You got to fool in quantity. We have about 2,000 crabs in the tanks right now. Crab production is real slow right now, and a lot of fishermen have even picked up their traps. They’re not even fishing right now until things start to turn around.
Do you all know why it’s slow? I’ve heard that from a few people.
DP: Normally this is a slow time of the year, but this year is really bad. We don’t know if it’s something to do with the BP oil spill, where it killed off a lot of the crabs last year and made the production low. BP says everything is back to normal, but looking at the records, we’re half off from what we normally are. Usually this time of the year we’re turning fishermen down. We have too many crabs in the tanks. I’ve already had up to 6,000 crabs in the tanks, and at that point it kind of gets scary because you can't put too much in there and shock the system and kill everything, and within an hour everything is dead.
MP: There’s a limited amount of oxygen per tank.
You’re saying at this point you’ve had 6,000 crabs, but not—?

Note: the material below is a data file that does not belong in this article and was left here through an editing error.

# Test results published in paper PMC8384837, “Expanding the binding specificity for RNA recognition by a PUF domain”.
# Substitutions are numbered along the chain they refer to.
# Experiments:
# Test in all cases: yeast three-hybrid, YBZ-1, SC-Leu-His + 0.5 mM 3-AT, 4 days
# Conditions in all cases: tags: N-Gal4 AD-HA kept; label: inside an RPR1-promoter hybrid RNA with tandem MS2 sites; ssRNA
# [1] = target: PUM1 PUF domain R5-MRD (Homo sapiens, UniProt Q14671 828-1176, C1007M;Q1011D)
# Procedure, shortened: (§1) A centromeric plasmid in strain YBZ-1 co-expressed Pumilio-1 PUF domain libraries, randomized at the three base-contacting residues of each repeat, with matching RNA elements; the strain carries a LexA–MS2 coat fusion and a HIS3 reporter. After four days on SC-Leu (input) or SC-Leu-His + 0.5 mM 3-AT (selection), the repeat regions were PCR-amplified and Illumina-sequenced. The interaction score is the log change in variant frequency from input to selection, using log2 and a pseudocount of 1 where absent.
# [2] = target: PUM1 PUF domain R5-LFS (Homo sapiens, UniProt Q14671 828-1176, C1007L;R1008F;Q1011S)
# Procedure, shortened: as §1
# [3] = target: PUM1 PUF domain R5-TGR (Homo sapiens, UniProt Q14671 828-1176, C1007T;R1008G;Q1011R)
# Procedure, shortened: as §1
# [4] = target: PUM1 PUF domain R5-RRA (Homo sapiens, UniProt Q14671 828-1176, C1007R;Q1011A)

DP: Not this year, but in past years. Past years, at this time, usually we’re fooling with 4,000 to 6,000 crabs at a time in the tank. Right now, we got about 2,000, and I don’t know if it’s Mother Nature or the oil spill or it’s just an off year, you know. Production is down.
Has the oil spill—is that the biggest way that it’s affected you, is if that’s causing this crab shortage?
DP: Probably the Obama moratorium [on oil production] is more hurtful for us right now. People don’t have the extra money, oil field people working offshore. South Louisiana is mostly oil-field-related. You know, most of your jobs, somewhere down the line somebody is making something for the oil field, or oil-field-related. A lot of people didn't lose their jobs. A lot of them lost them, but a lot of them had their hours cut back. They were used to making 70 to 80 hours a week, and they’re now making 30 and 40. And without that big overtime, lifestyles change. And we’re not a necessity food; we’re just a luxury food. And with the paychecks being cut, well, it cuts out a lot of that luxury food. You can buy ground meat a lot cheaper than buying soft-shell crabs and shrimp and oysters and fish and all.
And then when you look at every time on the TV when you have an article about a dead fish or bird or dolphin or something, business takes a drop for a couple weeks. The more ads they put on the TV, negative ads, a lot of people look at that. A lot of people just say, “The hell with it. We ain't going to eat it. We’ll eat everything else.”
MP: We co-existed with oil for so long. We’re used to it. Every now and then you had a little spill, but they always cleaned it up, and then you got back to work and you were good. In fact, some of the oil structures are some of your best fishing structures. We’re not against oil; we just want them to do it a little cleaner. [Laughs]